Fiction and the Weave of Life

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Everything I wanted—education, meaningful career, kids—I could get for myself and by myself minus a donation here or there.

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And so in college, I decided I was done with men. Talk about stress! Any guesses what happened? And all you can do is to go where they can find you. Pooh is brilliant, especially for a bear of little brain. He interacts with the world knowing that the Poetry and Hums are there. He keeps himself ready for other Poetry and Hums to find him, too. And they do. When we stay relaxed and positive and open to possibilities, things find us. Sometimes they are things we already knew we wanted and had prepared ourselves to accept.

This is an especially necessary attitude for anyone writing a novel. We tend to understand this from the creative side—writing is an organic, fluid process. For the better part of two years, I determined to make a traditional publishing journey happen just how I was told it should and just when I thought it ought to. Trained by the publishing version of a cotillion, I endeavored to get the agent and go for one of the big five.

I was ready to give up. I did keep learning what I could about indie publishing, but I did it patiently, without expectation, in a mind of readiness. And then a call came telling me I was a finalist for the Claymore. I went to the conference with no expectations, and I met some wonderful writers and editors and was inspired. I went to the awards dinner with no anticipation and no worry. I was genuinely and thoroughly shocked when they announced that Bohemian Gospel my book!

I was overjoyed when, two weeks later, several editors were vying for the novel, and I was ecstatic when Pegasus Books, one of the publishers I asked my agent to court, made me an offer. Last year was also the first time our daughter decided to stay up and ring in the New Year.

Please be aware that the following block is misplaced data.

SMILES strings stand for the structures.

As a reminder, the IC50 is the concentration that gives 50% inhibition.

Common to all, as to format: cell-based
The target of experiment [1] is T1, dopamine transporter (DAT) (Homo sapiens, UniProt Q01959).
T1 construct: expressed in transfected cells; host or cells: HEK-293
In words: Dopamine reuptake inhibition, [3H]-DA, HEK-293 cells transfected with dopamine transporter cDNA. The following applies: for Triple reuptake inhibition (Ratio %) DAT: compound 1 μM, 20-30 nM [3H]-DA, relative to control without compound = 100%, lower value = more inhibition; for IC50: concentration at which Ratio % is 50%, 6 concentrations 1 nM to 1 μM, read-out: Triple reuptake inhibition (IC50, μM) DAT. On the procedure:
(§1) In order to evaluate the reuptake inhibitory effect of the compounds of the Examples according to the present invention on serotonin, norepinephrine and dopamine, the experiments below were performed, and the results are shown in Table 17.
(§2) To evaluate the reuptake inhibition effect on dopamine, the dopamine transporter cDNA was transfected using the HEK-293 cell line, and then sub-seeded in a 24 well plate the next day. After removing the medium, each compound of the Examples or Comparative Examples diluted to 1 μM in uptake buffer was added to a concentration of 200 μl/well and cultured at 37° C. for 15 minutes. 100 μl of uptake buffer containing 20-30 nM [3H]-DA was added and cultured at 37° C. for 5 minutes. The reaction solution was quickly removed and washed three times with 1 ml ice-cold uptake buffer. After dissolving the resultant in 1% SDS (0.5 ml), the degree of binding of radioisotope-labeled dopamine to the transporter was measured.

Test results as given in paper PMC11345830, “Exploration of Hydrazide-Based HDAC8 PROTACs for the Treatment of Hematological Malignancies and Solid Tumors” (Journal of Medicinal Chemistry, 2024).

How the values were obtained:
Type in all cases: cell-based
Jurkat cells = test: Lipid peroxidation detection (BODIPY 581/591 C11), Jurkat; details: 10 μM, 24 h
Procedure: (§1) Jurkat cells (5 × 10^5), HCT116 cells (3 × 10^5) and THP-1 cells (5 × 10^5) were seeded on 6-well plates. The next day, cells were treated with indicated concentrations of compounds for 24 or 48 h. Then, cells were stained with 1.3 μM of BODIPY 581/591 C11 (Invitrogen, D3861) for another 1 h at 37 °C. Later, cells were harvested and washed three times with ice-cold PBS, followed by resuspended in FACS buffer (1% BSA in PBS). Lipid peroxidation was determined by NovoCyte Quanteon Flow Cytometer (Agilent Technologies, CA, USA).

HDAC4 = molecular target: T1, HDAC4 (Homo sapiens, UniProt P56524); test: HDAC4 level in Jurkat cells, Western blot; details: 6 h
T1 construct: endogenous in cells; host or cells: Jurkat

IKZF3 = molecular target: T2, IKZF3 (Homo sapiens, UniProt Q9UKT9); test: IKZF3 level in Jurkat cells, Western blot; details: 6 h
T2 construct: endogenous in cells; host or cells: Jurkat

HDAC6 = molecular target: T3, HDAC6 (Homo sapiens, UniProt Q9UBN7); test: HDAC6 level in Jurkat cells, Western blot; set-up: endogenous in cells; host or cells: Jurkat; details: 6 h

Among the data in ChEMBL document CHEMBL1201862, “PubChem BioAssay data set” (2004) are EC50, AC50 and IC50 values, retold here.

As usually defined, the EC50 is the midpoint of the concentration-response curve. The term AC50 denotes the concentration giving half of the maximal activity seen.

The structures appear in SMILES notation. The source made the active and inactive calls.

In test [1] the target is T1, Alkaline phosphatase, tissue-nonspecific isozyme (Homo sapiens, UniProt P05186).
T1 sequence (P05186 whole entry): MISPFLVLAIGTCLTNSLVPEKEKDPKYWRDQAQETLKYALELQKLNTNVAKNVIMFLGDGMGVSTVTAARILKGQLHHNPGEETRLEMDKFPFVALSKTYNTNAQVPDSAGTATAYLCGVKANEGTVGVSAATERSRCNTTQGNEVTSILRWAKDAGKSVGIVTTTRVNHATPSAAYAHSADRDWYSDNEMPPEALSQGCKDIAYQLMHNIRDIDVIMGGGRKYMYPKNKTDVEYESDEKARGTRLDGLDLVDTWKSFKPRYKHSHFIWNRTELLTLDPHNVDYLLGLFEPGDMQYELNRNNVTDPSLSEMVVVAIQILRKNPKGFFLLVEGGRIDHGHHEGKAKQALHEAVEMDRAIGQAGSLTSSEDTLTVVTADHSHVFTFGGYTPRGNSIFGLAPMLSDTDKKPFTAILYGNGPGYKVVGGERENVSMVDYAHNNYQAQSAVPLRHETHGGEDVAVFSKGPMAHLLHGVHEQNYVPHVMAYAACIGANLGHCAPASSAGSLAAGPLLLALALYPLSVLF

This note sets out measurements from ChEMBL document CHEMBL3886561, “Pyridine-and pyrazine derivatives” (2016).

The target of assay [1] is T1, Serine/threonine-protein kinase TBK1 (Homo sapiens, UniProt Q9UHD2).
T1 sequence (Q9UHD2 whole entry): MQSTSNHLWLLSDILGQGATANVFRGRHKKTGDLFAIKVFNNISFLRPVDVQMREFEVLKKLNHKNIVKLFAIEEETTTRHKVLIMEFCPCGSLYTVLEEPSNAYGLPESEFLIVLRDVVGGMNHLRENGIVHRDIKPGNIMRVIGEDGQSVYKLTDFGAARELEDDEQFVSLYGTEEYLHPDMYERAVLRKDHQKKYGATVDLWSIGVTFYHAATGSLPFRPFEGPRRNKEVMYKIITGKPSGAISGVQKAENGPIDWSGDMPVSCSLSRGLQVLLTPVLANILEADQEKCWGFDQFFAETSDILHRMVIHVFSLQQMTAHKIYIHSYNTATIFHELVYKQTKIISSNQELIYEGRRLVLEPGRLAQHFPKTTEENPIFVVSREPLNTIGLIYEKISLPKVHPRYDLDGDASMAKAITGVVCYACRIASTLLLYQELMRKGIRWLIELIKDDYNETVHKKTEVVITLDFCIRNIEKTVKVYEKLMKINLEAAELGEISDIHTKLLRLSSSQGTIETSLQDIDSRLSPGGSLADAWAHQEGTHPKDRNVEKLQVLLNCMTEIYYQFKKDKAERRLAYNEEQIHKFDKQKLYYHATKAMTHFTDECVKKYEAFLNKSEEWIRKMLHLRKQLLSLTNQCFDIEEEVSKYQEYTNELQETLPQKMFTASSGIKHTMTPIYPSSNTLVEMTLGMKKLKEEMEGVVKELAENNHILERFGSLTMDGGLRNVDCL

On Writing Horror And Thrillers With Award Winning And Bestselling Author Allan Leverone

So we said a tearful goodbye to one Doctor our favorite , a trepidatious hello to another, and then we watched the ball drop in Times Square. As tough as was for me and my family, it was a year of survival.


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But as the Doctor shows us, time and again, change comes. The agonizing departure of the Tenth, who was so obsessed with looking back the Doctor of Regret as The Moment calls him that he breaks the rules to take a farewell tour and say goodbye to his many companions, nearly destroys the TARDIS. One is constantly looking to the past and the other is running headlong into the future; neither of them is very good at just being in the moment—understandable for a Time Lord, I suppose.

Will it snake a gnarly hand around your ankle and snatch you away? For a planner and control freak, like me, focusing on what might be coming seems natural, logical. But I learned quickly that imagining the possibilities—surgery, what the pathology might indicate, potential chemo or radiation, prognosis—only choked me with fear.

Anticipating the future, living in dread of the changes that might happen or living for the thrill of them, wipes out the joys of the moment. Likewise, looking back to what was, comparing now to then which we almost always idealize , distorts our attitudes about change. I walked into a hospital whole and came out transformed. When days later I stood in my bathroom and took off the bandages and let my eyes slide from the reflection of my familiar face down to the incisions that stretched across my chest where my breasts had been, I understood vividly the choice I had to make.

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I could compare my new breasts, also grown or crafted by the plastic surgeon over a summer, to those other breasts and forever tether myself to the past. And these new breasts are round and firm! Despite not wanting to go, the Doctor embraces his new self quickly and sets about the work of discovery. Fish sticks and custard, anyone? A little change of pace here. When I started taking my writing seriously, clearing chunks of time from an already packed schedule, I knew lots of things would suffer the consequences.